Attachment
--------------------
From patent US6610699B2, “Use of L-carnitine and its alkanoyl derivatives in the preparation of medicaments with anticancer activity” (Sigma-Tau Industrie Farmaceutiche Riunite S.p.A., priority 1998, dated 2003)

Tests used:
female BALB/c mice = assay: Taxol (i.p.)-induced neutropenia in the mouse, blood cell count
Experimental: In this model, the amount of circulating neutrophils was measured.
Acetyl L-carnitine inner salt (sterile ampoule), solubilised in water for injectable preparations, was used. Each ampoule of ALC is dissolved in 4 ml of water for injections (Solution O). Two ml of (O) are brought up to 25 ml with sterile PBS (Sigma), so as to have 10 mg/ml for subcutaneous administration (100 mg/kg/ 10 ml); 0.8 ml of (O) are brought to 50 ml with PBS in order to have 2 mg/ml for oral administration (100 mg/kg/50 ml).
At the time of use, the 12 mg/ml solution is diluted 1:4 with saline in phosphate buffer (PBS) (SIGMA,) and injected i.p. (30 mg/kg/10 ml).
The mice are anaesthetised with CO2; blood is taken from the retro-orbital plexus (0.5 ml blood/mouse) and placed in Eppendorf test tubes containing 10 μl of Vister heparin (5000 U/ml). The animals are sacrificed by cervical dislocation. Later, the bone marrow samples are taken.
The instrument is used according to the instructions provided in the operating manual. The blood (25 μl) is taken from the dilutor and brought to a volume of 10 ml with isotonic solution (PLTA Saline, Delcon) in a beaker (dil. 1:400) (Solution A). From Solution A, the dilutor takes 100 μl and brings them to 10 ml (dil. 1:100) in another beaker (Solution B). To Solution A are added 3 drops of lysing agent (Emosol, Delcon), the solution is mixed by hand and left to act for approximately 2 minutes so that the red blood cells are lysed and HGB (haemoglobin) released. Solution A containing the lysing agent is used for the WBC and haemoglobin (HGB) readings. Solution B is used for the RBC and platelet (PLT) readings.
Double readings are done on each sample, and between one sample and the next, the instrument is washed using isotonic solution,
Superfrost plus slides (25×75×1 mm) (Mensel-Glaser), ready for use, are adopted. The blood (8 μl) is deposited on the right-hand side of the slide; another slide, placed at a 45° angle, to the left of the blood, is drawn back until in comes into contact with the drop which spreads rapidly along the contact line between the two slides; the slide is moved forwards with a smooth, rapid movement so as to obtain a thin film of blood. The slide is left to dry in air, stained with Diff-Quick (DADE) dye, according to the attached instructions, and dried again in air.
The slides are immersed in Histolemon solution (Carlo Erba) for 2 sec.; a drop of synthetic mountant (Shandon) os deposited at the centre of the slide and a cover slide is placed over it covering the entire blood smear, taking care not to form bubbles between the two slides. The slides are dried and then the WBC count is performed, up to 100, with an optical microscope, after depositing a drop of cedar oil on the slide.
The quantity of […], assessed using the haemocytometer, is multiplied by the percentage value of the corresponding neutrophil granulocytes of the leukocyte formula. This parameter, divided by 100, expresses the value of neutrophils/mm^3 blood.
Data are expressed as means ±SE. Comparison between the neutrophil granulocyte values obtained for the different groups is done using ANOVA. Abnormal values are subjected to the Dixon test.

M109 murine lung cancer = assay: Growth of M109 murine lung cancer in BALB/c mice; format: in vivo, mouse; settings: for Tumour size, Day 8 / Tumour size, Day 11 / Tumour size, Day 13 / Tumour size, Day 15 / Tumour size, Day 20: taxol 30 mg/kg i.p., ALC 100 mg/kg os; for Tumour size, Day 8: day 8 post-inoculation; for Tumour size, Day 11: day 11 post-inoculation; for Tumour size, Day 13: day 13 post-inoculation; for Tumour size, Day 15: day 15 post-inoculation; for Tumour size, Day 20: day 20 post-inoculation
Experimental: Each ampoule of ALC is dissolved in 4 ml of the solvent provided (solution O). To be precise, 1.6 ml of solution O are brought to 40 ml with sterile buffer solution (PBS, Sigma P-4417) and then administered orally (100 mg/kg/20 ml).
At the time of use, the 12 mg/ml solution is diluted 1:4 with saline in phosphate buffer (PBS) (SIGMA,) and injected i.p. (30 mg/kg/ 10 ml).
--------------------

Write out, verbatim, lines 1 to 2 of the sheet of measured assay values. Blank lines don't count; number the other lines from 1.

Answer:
From patent US6610699B2, “Use of L-carnitine and its alkanoyl derivatives in the preparation of medicaments with anticancer activity” (Sigma-Tau Industrie Farmaceutiche Riunite S.p.A., priority 1998, dated 2003)

Tests used: